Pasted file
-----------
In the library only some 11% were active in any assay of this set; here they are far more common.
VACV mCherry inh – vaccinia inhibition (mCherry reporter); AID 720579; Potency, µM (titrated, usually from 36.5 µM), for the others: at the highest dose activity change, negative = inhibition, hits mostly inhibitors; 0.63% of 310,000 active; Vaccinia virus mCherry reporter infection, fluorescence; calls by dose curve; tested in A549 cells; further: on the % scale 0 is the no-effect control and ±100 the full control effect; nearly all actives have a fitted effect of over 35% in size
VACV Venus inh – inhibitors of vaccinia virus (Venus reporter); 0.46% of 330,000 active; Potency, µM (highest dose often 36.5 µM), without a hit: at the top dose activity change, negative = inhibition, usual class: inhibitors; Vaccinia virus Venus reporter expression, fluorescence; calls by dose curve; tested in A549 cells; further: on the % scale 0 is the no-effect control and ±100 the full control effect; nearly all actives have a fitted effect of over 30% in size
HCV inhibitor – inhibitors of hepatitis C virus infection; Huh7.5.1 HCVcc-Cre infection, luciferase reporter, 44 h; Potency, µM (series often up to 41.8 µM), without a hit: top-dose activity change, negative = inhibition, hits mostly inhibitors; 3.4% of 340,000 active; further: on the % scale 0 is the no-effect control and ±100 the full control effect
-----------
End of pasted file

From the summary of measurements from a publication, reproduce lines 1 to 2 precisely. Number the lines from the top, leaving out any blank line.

In the library only some 11% were active in any assay of this set; here they are far more common.
VACV mCherry inh – vaccinia inhibition (mCherry reporter); AID 720579; Potency, µM (titrated, usually from 36.5 µM), for the others: at the highest dose activity change, negative = inhibition, hits mostly inhibitors; 0.63% of 310,000 active; Vaccinia virus mCherry reporter infection, fluorescence; calls by dose curve; tested in A549 cells; further: on the % scale 0 is the no-effect control and ±100 the full control effect; nearly all actives have a fitted effect of over 35% in size